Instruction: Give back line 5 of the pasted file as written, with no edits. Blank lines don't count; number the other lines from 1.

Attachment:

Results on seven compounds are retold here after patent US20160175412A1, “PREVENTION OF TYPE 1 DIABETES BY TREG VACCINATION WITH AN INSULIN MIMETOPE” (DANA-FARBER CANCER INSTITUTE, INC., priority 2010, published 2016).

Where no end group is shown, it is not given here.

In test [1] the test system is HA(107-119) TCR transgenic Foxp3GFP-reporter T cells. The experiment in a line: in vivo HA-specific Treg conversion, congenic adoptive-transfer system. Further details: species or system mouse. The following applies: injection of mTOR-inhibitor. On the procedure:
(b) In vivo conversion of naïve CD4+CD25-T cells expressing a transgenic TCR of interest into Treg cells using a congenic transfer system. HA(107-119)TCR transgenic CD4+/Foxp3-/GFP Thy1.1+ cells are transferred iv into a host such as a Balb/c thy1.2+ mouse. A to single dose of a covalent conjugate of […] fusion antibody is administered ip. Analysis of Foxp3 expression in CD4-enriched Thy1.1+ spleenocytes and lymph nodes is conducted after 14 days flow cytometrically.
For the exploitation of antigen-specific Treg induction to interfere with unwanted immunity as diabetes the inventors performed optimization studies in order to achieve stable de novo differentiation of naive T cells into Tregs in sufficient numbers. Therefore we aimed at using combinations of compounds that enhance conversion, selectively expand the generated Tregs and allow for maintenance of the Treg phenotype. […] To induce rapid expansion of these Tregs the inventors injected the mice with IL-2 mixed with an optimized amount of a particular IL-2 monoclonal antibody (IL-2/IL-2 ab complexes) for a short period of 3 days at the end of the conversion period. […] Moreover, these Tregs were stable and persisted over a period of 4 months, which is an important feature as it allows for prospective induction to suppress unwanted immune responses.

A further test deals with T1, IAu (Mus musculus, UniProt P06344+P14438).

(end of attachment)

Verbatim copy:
For the exploitation of antigen-specific Treg induction to interfere with unwanted immunity as diabetes the inventors performed optimization studies in order to achieve stable de novo differentiation of naive T cells into Tregs in sufficient numbers. Therefore we aimed at using combinations of compounds that enhance conversion, selectively expand the generated Tregs and allow for maintenance of the Treg phenotype. […] To induce rapid expansion of these Tregs the inventors injected the mice with IL-2 mixed with an optimized amount of a particular IL-2 monoclonal antibody (IL-2/IL-2 ab complexes) for a short period of 3 days at the end of the conversion period. […] Moreover, these Tregs were stable and persisted over a period of 4 months, which is an important feature as it allows for prospective induction to suppress unwanted immune responses.